UniQuest is also a leading Australasian provider of international development assistance recognised for excellence in technical leadership, management and research. Working with agencies such as AusAID, NZAID, the Asian Development Bank and the World Bank, UniQuest has developed and implemented more than 400 projects in 46 countries throughout the Pacific, South-East Asia, the Indian sub-continent and Africa.
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Australian Centre for Research on Separation Science (ACROSS)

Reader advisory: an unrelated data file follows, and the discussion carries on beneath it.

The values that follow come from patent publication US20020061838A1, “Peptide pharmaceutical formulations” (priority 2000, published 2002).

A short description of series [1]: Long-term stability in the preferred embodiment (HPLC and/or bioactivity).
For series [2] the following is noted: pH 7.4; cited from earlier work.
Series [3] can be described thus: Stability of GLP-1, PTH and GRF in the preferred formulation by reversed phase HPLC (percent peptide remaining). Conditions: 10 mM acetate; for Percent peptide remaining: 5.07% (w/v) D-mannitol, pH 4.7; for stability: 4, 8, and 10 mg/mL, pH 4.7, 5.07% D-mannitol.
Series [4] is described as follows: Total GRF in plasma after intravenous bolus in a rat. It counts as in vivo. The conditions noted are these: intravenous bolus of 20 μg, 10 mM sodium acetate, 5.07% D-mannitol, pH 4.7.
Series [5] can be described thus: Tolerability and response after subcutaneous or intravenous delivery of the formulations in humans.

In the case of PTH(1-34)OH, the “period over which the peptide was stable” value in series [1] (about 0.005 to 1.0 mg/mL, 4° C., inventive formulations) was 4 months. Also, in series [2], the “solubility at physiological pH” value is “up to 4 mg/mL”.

ACROSS was established in 2001 and is a strategic agreement between key researchers at the University of Tasmania, RMIT University and the University of Western Sydney to form a consortium of Australian researchers working in separation science. This consortium aims to maintain an outstanding level of international renown in research on separation science in Australia; coalesce and enhance Australian research on separation science into an organised structure operating with a coordinated research plan which addresses and exploits the most exciting and innovative themes in modern separation science; and provide enabling research and research training of the highest quality which supports and advances all major areas of Australian science. ACROSS offers an organisational and resource base through which these individual researchers can work in a coordinated and synergistic manner under a series of structured and interlocking research programs. Research in ACROSS has been structured into focused programs to provide both fundamental and applied research outcomes in separation science. ACROSS draws together multi-site, internationally prominent and genuinely collaborative research teams, having complementary skills and synergistic resource-base expertise, and committed to focused programs of national significance.